Literary Inquiry and Professional Development in Medicine: Against Abstractions
Abstract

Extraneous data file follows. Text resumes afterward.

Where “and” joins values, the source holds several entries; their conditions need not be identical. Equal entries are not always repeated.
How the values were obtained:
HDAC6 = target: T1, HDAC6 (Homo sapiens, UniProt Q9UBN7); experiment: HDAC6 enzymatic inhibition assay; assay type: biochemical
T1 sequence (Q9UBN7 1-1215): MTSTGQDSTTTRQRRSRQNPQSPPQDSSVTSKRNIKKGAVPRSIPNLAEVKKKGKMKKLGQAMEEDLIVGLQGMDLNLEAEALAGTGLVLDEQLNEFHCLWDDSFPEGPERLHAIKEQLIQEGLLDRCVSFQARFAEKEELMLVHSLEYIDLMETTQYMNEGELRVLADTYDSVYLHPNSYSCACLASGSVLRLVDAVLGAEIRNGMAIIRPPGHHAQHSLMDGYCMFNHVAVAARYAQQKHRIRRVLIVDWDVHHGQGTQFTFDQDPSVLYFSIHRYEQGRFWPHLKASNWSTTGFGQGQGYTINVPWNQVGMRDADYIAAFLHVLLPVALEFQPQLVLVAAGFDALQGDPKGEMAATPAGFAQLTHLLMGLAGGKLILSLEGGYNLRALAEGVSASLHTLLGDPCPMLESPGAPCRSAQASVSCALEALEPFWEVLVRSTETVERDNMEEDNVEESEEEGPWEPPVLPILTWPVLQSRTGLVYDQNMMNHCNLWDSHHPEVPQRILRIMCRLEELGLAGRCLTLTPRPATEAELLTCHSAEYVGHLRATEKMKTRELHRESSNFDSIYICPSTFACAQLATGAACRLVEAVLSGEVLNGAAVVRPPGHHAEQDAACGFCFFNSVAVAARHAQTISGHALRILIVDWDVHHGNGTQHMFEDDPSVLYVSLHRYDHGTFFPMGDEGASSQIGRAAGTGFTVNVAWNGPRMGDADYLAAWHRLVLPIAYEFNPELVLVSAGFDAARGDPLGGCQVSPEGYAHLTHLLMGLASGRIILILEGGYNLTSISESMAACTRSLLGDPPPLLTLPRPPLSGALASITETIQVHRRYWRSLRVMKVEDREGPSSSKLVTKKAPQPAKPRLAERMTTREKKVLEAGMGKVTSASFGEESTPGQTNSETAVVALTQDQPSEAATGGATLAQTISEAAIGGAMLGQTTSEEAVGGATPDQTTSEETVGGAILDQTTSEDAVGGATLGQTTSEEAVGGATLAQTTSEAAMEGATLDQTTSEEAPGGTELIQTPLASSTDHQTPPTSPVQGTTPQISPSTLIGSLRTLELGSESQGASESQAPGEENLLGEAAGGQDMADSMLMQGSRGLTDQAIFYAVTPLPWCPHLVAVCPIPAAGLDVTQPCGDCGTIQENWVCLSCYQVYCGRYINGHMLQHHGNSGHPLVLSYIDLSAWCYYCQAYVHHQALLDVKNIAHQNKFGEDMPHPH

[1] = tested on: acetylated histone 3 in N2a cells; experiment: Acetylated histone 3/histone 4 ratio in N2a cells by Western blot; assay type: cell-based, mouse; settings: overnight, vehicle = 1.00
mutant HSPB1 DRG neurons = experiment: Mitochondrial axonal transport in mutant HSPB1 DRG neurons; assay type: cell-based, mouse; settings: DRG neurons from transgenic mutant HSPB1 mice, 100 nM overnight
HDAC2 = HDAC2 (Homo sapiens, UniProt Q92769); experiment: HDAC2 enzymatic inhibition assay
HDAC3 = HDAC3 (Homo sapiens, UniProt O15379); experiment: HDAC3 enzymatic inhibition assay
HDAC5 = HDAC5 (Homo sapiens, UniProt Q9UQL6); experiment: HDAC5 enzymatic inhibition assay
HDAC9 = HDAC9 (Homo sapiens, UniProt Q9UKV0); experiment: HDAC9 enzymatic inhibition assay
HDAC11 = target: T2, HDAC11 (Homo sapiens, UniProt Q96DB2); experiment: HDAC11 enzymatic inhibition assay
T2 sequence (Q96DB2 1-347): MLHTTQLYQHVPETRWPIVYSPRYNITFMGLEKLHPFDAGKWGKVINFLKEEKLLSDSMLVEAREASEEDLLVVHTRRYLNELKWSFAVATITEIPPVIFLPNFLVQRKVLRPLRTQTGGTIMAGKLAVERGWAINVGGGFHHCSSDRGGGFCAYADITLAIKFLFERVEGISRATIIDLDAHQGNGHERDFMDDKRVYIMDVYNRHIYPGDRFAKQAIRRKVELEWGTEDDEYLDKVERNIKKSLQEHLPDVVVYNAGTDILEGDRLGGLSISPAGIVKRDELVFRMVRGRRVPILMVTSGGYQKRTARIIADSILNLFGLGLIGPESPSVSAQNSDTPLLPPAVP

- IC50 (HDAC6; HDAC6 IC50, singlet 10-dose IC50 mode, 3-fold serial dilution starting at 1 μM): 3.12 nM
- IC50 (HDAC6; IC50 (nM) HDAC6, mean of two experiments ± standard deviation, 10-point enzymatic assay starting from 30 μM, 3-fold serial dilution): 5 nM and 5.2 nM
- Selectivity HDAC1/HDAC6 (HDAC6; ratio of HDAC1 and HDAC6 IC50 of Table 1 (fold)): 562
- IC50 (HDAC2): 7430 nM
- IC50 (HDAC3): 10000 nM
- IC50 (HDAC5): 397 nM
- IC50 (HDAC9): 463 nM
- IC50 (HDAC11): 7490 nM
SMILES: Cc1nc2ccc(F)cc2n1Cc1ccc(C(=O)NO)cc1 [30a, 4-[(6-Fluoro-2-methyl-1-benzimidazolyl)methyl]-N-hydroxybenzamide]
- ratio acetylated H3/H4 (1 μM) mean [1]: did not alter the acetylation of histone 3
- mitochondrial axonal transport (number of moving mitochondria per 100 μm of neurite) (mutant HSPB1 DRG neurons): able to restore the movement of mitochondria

The professional development discourse currently circulating in academic medicine owes much to the work of the American Board of Internal Medicine (ABIM) and their Project Professionalism.They identify the elements of altruism, duty, excellence, honor and integrity, accountability, and respect for others as forming the basis of professional development. While an admirable effort, Project Professionalism remains primarily an abstract set of attitudes and behaviors with a number of vignettes that are of limited use to medical educators attempting to foster the development of professionalism in medical students. This paper outlines an approach to professional development grounded in medical narratives written by physicians, including memoirs, essays, and poetry, that may help students grapple with the challenges of medicine that involve those very elements put forth by ABIM. An argument is made that literature may be a superior medium for engagement with these elements because of its ability to evoke discomfort and vulnerability in ways the case report does not.